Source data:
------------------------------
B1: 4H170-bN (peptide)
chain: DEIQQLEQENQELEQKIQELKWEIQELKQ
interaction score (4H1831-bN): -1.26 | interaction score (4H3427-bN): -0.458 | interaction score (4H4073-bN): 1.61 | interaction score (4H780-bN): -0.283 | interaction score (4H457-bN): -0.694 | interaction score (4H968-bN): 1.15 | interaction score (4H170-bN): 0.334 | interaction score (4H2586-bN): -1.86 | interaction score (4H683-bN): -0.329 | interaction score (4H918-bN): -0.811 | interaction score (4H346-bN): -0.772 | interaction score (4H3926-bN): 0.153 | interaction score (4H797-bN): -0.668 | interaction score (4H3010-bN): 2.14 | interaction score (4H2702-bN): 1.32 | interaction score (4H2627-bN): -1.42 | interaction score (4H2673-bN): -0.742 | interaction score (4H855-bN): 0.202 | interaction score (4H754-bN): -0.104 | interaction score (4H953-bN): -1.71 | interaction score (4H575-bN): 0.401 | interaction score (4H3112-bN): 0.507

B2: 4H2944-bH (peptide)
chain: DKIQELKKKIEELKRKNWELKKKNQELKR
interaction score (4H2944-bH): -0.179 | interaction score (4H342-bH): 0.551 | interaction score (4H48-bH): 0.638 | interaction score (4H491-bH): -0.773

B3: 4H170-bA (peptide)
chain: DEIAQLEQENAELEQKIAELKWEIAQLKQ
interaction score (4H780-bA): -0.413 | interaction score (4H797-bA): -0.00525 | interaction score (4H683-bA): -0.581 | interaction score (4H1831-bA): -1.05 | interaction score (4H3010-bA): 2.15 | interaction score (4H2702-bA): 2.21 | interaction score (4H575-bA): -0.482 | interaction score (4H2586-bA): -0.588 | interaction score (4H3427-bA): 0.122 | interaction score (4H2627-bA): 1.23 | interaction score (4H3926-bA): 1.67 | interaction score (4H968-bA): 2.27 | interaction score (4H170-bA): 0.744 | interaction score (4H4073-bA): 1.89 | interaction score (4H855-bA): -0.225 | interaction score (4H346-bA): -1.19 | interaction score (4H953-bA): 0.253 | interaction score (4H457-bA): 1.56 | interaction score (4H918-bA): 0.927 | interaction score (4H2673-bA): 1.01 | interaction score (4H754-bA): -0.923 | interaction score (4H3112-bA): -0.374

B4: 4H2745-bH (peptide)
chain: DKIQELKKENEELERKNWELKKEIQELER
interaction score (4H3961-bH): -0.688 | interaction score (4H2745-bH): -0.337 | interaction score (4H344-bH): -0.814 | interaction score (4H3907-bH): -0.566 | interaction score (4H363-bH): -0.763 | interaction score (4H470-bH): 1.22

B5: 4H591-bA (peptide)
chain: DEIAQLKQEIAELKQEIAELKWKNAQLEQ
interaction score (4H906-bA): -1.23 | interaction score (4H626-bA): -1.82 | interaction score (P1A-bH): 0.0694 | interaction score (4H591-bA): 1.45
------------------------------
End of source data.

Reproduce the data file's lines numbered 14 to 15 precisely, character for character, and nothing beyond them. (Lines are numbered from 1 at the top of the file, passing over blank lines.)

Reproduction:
chain: DEIAQLKQEIAELKQEIAELKWKNAQLEQ
interaction score (4H906-bA): -1.23 | interaction score (4H626-bA): -1.82 | interaction score (P1A-bH): 0.0694 | interaction score (4H591-bA): 1.45